from Wiktionary, Creative Commons Attribution/Share-Alike License

  • v. Third-person singular simple present indicative form of discompose.


Sorry, no etymologies found.


  • “You see, stranger,” said De Walton sternly, “that your speech discomposes the company.”

    Castle Dangerous

  • Her presence in his study never discomposes him; whereas his sister fatigues him with the exceeding activity of her gratitude, and her energy in pleasing.

    The Newcomes

  • Narcissa, which discomposes me so much, that Miss Snapper, observing my disorder, is at pains to discover the Cause — is piqued at the Occasion, and, in our way home, pays me a sarcastic

    The Adventures of Roderick Random

  • I find my spirits and my health affect each other reciprocally that is to say, every thing that discomposes my mind, produces a correspondent disorder in my body; and my bodily complaints are remarkably mitigated by those considerations that dissipate the clouds of mental chagrin. —

    The Expedition of Humphry Clinker

  • If something discomposes you, do not be upset, or troubled; but having discovered the fact, humble yourself gently before God, and try to bring your mind into a quiet attitude.

    Daily Strength for Daily Needs

  • It rather discomposes me, as it is not an amusement for a Queen of England.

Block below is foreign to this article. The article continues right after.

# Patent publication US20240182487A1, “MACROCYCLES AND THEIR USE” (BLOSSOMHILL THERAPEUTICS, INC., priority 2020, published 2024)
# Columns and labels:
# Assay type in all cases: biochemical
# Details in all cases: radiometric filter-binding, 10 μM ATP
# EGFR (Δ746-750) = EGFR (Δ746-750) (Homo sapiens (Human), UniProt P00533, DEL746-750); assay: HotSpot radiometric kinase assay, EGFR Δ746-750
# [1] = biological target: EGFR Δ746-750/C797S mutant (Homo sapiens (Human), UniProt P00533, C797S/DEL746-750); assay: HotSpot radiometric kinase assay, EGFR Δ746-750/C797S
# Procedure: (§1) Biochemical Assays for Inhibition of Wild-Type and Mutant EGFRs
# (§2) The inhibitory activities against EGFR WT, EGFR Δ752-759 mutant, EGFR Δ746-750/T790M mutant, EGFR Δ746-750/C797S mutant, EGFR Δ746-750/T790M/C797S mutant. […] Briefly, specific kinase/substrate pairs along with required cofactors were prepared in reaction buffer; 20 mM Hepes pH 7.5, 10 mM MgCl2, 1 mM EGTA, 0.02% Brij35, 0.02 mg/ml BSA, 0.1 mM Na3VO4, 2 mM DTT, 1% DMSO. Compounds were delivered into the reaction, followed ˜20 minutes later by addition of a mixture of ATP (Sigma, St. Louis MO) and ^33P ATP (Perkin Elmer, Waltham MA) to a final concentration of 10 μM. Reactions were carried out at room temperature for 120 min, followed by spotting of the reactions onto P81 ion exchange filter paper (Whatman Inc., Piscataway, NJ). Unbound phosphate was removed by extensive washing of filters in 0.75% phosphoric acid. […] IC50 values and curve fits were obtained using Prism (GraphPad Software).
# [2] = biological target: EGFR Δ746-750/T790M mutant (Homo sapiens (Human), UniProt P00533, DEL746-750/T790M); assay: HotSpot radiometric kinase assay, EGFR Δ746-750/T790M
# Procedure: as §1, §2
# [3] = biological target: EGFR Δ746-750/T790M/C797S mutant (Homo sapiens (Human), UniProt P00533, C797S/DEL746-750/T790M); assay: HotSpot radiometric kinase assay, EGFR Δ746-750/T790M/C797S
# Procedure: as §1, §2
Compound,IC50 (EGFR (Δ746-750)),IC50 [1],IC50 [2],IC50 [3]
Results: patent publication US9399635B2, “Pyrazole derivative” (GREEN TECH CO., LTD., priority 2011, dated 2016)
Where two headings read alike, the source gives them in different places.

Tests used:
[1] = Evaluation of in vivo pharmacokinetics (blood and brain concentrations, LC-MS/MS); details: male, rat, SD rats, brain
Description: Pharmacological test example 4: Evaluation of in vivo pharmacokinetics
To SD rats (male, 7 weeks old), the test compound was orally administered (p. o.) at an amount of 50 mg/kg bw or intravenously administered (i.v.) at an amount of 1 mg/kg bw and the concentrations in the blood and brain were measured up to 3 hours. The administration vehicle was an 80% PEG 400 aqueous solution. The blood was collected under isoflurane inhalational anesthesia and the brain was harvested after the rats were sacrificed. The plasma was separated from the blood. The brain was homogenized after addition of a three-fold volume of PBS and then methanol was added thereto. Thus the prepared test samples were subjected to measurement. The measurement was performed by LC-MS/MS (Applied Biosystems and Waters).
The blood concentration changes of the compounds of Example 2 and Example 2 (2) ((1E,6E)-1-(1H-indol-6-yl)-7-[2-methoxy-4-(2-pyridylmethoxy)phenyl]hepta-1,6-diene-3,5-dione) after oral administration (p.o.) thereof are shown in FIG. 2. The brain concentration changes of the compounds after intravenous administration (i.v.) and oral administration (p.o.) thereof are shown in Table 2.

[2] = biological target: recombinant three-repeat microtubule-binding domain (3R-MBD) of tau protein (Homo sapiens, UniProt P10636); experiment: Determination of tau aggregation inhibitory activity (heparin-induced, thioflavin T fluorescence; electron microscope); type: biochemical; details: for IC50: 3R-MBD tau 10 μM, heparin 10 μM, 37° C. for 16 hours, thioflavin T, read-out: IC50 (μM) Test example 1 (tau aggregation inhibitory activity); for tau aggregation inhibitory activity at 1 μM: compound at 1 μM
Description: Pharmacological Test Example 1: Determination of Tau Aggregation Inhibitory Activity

The Letter-Bag of Lady Elizabeth Spencer-Stanhope — Volume 1

  • As we said at the beginning, this upshot discomposes us.

    The Atlantic Monthly, Volume 06, No. 33, July, 1860

  • As the vessels pass out of the bay, they go near enough to hear them bark; but nothing frightens them away, nor discomposes them in the least, although they are only a few miles from the city, and have a great many visitors.

    Life at Puget Sound: With Sketches of Travel in Washington Territory, British Columbia, Oregon and California

  • What he says of the Sibyl's prophecies may be as properly applied to every word of his: they must be read in order as they lie; the least breath discomposes them and somewhat of their divinity is lost.

    Early Theories of Translation

  • This often so shatters and discomposes the spirits, that they never recover it again; but during their whole life, upon the first suggestion or appearance of any terrifying idea, are scatter’d and confounded; the body is enervated, and the mind disturb’d, and the man scarce himself, or capable of any composed or rational action.

    Some Thoughts Concerning Education. Sections 111-120


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